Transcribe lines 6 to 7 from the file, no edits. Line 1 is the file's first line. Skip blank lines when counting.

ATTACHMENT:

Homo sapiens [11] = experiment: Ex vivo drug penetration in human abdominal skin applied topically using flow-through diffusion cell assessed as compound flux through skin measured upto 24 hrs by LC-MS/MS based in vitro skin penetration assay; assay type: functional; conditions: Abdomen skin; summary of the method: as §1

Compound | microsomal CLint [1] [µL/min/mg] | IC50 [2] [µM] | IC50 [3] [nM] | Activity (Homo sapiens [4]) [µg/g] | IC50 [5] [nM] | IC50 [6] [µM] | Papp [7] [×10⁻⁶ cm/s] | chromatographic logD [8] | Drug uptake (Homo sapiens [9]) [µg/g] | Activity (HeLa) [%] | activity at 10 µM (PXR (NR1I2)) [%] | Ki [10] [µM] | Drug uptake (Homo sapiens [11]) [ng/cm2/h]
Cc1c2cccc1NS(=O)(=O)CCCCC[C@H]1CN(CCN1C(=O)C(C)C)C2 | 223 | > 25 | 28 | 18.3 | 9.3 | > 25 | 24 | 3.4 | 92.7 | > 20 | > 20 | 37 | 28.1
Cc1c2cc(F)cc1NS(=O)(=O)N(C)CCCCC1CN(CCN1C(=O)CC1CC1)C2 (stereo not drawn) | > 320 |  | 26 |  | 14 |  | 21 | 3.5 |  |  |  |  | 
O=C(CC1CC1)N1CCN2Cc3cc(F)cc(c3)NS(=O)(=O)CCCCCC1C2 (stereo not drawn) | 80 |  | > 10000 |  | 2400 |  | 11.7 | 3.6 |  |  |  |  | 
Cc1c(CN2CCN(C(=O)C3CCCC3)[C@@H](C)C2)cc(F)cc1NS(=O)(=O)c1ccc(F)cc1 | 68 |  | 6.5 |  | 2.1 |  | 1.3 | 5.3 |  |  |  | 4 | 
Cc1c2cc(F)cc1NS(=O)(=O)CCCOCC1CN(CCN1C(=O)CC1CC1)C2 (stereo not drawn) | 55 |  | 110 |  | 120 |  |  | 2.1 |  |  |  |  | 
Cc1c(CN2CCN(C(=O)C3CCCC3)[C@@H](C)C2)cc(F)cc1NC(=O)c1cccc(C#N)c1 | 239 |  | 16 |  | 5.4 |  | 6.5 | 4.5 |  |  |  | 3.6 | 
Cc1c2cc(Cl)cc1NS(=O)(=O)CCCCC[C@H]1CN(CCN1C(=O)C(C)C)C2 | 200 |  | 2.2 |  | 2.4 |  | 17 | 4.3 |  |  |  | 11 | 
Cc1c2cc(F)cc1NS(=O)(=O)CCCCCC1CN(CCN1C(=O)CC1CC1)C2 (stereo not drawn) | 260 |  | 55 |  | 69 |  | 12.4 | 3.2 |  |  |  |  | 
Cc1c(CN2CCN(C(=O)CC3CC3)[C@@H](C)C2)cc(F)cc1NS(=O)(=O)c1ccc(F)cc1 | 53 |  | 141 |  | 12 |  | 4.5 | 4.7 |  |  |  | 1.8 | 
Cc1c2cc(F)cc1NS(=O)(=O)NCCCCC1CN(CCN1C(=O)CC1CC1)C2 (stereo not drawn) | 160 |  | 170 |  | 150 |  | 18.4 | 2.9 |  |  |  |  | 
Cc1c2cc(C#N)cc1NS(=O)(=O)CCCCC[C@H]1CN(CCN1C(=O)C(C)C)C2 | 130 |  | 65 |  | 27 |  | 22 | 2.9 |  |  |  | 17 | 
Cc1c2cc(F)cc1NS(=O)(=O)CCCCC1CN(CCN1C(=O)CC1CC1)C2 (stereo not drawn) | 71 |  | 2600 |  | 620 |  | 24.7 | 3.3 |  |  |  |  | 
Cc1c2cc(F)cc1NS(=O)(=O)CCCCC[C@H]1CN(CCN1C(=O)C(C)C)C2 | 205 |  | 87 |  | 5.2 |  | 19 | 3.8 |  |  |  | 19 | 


Cc1c(CN2CCN(C(=O)C3CCCC3)[C@@H](C)C2)cc(F)cc1NS(=O)(=O)c1ccc(F)cc1 | 68 |  | 6.5 |  | 2.1 |  | 1.3 | 5.3 |  |  |  | 4 | 
Cc1c2cc(F)cc1NS(=O)(=O)CCCOCC1CN(CCN1C(=O)CC1CC1)C2 (stereo not drawn) | 55 |  | 110 |  | 120 |  |  | 2.1 |  |  |  |  | 